Google may not always live up to its "Don't be evil" motto (which it's actually removed from the company's code of conduct). But when it does do good, it does good pretty well. After preemptively filtering out the internet's most obnoxious ads for users, Google's Chrome browser is now offering some pretty sophisticated privacy protection.
We're all aware of the ubiquity of data breaches. Hacks are just a part of online life these days. Perhaps most of all, companies are creating pathways between each other that make your personal data vulnerable. That's what makes Google's Password Checkup extension so valuable.
This free, unobtrusive add-on looks at your username and password whenever you enter it and checks them against a massive database of stolen credentials. ("Massive" might be an understatement — we're talking more than 4 billion individual entries here.) If the extension finds a match, you get an alert suggesting that you should change your password. It's like an automatic visit to the very useful Have I Been Pwned?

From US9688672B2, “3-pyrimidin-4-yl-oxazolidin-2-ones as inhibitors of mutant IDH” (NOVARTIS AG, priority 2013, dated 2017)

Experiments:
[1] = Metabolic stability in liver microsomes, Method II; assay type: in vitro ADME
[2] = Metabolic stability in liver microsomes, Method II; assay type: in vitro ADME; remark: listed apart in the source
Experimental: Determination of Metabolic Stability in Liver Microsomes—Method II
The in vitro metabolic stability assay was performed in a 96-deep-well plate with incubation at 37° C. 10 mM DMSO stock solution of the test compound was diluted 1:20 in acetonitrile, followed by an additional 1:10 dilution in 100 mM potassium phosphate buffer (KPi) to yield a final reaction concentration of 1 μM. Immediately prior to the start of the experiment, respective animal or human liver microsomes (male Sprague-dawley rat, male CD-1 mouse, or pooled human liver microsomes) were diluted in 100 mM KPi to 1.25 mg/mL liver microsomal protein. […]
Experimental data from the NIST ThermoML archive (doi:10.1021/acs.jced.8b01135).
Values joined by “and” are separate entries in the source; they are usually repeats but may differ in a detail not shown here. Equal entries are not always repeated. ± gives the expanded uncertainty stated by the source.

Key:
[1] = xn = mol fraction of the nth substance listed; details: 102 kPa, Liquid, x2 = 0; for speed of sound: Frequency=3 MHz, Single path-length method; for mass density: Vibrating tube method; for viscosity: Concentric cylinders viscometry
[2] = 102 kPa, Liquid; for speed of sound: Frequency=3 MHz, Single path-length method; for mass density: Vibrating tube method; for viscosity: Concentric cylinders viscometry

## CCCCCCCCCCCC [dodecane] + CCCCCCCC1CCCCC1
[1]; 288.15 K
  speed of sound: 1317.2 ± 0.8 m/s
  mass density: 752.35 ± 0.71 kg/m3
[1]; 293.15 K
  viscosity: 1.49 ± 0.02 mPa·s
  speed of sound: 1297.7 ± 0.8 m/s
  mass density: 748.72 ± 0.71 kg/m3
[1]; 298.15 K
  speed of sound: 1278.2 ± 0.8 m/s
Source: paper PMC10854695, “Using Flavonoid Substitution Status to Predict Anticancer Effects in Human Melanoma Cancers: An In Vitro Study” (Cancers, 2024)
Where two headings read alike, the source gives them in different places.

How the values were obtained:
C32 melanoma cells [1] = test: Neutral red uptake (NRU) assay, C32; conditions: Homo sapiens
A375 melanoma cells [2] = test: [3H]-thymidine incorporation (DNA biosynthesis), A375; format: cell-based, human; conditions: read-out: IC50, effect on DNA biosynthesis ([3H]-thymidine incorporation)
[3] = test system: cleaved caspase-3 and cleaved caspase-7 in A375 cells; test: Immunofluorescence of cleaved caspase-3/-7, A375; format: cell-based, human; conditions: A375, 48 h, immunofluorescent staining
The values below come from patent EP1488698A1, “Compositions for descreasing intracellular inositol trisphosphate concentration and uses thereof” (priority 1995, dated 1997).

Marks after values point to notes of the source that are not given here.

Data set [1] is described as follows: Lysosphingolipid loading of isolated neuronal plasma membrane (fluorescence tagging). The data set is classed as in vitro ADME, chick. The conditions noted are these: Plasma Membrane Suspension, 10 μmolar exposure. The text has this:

If all this sounds like a privacy nightmare waiting to happen, Google gets out in front of that argument: According to an official blog post, "Password Checkup was designed jointly with cryptography experts at Stanford University to ensure that Google never learns your username or password, and that any breach data stays safe from wider exposure."
Your stolen data can do a lot of work online, and it's not even enriching the people who stole it that much, when you look at how much trouble it can cause for you. Any chance you can take to sidestep the possibility is one worth taking.